By Heream Yang
When it comes to healthcare, Sam Samad has truly done it all. Previously, he served as CFO of Cardinal Health’s Pharmaceutical segment and CFO of Eli Lilly Canada, among numerous other financial leadership roles. Now Samad works at the cutting edge of genomics as CFO of Illumina, a leading American biotech company that generated over $3 billion in revenue in 2018.
Samad came to speak at Vanderbilt Business a few weeks ago as part of the Distinguished Speakers Series (DSS). DSS is a student-run initiative that regularly brings in high-profile speakers to share their business insights at Vanderbilt. Past speakers include Lynn Good, CEO of Duke Energy; Anu Aiyengar (MBA’99), Head of M&A North America at J.P Morgan; and Reese Witherspoon, Oscar award-winning actress and founder of Draper James. Hosted by Dean Eric Johnson, the talks are open to all students, faculty, and staff at Vanderbilt.
After sharing some of the groundbreaking medical discoveries that have stemmed from Illumina’s mission “to improve human health by unlocking the power of the genome,” Samad shared the most valuable leadership lessons he has learned throughout his career as a financial leader in the healthcare space. Here are Samad’s top five takeaways for aspiring business leaders:
1. Invest in the future.
Sponsorship has played a pivotal role in Samad’s path to becoming CFO. “The reason I’m here today is because a couple of people put a lot of faith in me,” he said. “They said, ‘We think you’re going somewhere, you need a lot of work, you’re nowhere near the finished product, but we’re willing to invest in you and make you better because you’re going to make us better.’”
Samad encourages leaders to pay it forward by looking out for top talent and giving them opportunities to grow. “You are not just invested in your own success,” he said. “You are invested in the success of a lot of others. Make sure you identify those people… Make sure they know that you’ve put your faith in them because it makes a world of difference when you invest in them early.”
2. Develop a flexible career blueprint.
After getting his MBA, Samad knew that he wanted to become a CFO of a healthcare company one day. While he developed a plan for reaching his goal, he also remained open to the countless opportunities that life threw his way. “I never thought I’d be a sales manager, I never thought I’d manage the China business for Cardinal Health,” Samad said. “If you asked me fifteen years ago, I would have said I’d probably be in pharma one day… but I kept it very flexible. Think about where you want to be, and within that there’s probably an ocean of space that you can play in.”
3. Manage by motivation.
As a sales manager, Samad tried to manage by metrics, and although his attempts worked to a certain extent, he became far more successful when he tailored his management approach to each individual employee. “Different people get motivated different ways. Make sure you identify that early… If it’s a salesperson mom, for instance, she’s very motivated in me helping her get her day done early so that she can go home, tuck her kids in bed… and then she can finish up her admin tasks after that,” he explained. “She’s very motivated by knowing I can help her streamline some of that non-value-added noise in her life… You need to make sure that you adapt very specifically to the person that’s in front of you.”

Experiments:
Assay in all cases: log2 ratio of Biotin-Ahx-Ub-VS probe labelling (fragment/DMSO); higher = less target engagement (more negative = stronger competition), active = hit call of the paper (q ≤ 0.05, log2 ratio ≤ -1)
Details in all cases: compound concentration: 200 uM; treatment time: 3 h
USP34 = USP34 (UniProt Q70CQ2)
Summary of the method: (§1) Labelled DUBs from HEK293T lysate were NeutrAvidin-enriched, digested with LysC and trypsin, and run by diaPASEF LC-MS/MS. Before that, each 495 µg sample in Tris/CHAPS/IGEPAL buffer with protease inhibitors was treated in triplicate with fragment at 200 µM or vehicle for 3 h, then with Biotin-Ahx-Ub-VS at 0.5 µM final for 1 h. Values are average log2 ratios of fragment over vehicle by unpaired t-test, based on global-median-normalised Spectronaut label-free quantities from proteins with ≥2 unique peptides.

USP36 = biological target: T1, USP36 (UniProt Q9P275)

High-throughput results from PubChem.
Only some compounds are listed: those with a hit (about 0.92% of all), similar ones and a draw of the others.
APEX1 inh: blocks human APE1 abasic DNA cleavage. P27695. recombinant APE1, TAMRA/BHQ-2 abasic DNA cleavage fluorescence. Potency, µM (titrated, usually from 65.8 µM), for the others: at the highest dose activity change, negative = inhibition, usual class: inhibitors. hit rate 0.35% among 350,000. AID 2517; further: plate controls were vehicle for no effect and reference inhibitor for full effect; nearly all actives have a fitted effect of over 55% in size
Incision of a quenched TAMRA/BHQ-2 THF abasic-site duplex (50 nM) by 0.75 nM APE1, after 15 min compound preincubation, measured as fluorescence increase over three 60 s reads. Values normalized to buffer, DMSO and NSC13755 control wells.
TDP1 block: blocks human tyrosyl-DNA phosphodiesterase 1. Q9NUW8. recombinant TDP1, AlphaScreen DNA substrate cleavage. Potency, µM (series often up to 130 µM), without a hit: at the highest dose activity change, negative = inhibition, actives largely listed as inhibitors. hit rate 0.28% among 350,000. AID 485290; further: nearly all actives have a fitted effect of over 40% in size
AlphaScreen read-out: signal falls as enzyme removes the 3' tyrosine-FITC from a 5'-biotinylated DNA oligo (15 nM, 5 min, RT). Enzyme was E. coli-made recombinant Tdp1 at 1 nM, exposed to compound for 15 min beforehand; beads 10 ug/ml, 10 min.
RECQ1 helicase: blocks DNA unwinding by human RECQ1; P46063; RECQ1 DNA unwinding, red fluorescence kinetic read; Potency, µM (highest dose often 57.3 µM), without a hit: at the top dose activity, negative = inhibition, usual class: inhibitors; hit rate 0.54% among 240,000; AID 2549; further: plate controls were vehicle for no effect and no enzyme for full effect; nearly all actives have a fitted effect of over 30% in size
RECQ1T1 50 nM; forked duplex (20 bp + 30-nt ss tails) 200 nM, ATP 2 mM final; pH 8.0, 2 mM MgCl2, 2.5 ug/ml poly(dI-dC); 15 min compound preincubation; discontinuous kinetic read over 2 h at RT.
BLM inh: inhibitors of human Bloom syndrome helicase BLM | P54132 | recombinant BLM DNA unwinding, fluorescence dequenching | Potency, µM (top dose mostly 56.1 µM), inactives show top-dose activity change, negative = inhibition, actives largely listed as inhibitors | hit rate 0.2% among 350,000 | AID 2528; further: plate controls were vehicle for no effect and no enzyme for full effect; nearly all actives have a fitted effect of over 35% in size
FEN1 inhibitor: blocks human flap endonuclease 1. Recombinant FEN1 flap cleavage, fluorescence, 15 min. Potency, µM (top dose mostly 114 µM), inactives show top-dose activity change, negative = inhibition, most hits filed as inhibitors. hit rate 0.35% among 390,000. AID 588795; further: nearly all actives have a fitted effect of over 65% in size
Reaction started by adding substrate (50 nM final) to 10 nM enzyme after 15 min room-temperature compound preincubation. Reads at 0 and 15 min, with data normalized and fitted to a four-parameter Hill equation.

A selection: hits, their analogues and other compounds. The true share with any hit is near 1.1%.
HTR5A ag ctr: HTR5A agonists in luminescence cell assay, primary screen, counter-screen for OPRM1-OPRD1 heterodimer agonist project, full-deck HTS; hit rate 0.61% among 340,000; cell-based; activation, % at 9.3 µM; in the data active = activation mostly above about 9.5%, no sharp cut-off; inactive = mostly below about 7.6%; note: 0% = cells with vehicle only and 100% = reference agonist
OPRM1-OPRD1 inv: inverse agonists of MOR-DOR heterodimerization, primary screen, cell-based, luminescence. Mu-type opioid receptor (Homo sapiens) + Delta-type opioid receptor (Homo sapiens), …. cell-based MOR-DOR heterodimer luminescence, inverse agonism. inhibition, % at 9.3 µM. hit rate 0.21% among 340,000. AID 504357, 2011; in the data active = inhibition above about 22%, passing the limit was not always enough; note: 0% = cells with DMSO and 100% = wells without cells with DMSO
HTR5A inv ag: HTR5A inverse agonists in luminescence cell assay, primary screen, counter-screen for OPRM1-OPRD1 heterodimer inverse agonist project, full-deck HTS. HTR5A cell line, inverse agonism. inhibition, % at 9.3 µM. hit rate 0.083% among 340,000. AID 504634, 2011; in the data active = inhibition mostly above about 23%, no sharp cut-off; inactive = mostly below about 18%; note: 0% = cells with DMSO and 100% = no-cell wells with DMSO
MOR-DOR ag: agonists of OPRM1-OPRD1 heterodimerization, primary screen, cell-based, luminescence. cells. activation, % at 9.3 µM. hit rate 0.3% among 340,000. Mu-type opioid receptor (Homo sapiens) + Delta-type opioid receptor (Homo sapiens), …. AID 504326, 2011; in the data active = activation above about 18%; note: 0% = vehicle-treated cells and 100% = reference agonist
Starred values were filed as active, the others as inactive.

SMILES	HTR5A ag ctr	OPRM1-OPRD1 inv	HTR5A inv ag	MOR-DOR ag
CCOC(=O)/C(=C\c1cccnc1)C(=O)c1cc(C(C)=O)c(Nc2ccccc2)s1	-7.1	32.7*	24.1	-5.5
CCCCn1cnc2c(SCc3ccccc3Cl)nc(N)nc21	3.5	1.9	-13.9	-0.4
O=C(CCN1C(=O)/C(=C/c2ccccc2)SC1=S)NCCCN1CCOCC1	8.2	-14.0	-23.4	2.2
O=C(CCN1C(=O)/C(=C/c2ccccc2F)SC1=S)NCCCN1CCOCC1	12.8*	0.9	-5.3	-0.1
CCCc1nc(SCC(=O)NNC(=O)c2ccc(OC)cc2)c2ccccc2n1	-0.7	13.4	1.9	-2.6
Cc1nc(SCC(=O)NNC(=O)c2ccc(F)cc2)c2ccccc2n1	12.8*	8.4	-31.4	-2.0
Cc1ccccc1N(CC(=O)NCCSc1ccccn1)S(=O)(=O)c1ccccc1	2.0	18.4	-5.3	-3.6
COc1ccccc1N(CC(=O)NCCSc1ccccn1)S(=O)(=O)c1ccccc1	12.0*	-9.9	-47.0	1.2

4. Let people go when they’re ready to go.
Letting an employee go is one of the toughest decisions managers face. As hard as it can be, Samad encourages leaders to be deliberate and decisive in letting someone go. “Managing people is a very big responsibility, one that’s not to be taken lightly, and you should never, ever be premature in your judgment in terms of whether someone’s going to make it or not, but you also have to be decisive,” Samad said. “When I talk to fellow CFOs, I said, ‘What was your biggest learning?’ To a fault, six times out of 10, they would come back to me and say, ‘I waited too long before I made a decision… on a bad performer.’”
5. Earn your spot at the table.
Over the years, many employees have approached Samad for advice on being included in senior staff meetings. “The first thing I say to that is, ‘What have you done to get close to them? How have you earned that place at the table? What have you learned about their business?’” Samad said.“If they are not inviting you, in a few cases, it might be that they are maybe not being inclusive enough and I need to have that conversation with them. But in a lot of cases, in my experience, I found out that it’s usually because their finance partner is not delivering the value they want them to deliver… So, a lot of times, it’s not being entitled to be at the table, it’s how you earn (the right) to be at the table.”
Want to become a business leader yourself? Learn more about the Leadership Development Program (LDP) at Vanderbilt Business.